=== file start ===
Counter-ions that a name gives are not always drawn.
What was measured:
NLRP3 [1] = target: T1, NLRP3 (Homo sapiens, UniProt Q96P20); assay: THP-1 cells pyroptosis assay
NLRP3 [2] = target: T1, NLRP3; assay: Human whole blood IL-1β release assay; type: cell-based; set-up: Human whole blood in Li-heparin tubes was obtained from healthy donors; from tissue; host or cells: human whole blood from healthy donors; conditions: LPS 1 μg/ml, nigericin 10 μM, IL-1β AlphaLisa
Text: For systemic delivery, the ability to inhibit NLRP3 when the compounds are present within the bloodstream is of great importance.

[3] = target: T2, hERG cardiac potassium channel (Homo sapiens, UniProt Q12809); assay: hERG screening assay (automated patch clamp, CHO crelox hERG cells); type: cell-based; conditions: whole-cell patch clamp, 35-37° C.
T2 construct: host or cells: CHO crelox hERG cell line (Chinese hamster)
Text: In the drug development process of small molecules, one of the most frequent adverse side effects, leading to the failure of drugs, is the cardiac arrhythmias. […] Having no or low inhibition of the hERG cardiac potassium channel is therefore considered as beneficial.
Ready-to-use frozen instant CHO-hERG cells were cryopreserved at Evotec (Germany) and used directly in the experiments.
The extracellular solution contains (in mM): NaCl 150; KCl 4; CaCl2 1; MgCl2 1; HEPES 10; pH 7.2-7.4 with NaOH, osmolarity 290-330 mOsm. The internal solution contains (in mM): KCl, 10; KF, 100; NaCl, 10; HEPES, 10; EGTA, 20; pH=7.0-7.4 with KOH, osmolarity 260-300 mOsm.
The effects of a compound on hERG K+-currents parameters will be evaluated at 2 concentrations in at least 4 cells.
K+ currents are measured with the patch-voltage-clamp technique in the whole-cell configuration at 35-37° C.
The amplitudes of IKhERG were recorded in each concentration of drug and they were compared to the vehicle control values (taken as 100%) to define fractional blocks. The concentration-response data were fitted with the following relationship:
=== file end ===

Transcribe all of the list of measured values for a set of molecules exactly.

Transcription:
Counter-ions that a name gives are not always drawn.
What was measured:
NLRP3 [1] = target: T1, NLRP3 (Homo sapiens, UniProt Q96P20); assay: THP-1 cells pyroptosis assay
NLRP3 [2] = target: T1, NLRP3; assay: Human whole blood IL-1β release assay; type: cell-based; set-up: Human whole blood in Li-heparin tubes was obtained from healthy donors; from tissue; host or cells: human whole blood from healthy donors; conditions: LPS 1 μg/ml, nigericin 10 μM, IL-1β AlphaLisa
Text: For systemic delivery, the ability to inhibit NLRP3 when the compounds are present within the bloodstream is of great importance.

[3] = target: T2, hERG cardiac potassium channel (Homo sapiens, UniProt Q12809); assay: hERG screening assay (automated patch clamp, CHO crelox hERG cells); type: cell-based; conditions: whole-cell patch clamp, 35-37° C.
T2 construct: host or cells: CHO crelox hERG cell line (Chinese hamster)
Text: In the drug development process of small molecules, one of the most frequent adverse side effects, leading to the failure of drugs, is the cardiac arrhythmias. […] Having no or low inhibition of the hERG cardiac potassium channel is therefore considered as beneficial.
Ready-to-use frozen instant CHO-hERG cells were cryopreserved at Evotec (Germany) and used directly in the experiments.
The extracellular solution contains (in mM): NaCl 150; KCl 4; CaCl2 1; MgCl2 1; HEPES 10; pH 7.2-7.4 with NaOH, osmolarity 290-330 mOsm. The internal solution contains (in mM): KCl, 10; KF, 100; NaCl, 10; HEPES, 10; EGTA, 20; pH=7.0-7.4 with KOH, osmolarity 260-300 mOsm.
The effects of a compound on hERG K+-currents parameters will be evaluated at 2 concentrations in at least 4 cells.
K+ currents are measured with the patch-voltage-clamp technique in the whole-cell configuration at 35-37° C.
The amplitudes of IKhERG were recorded in each concentration of drug and they were compared to the vehicle control values (taken as 100%) to define fractional blocks. The concentration-response data were fitted with the following relationship: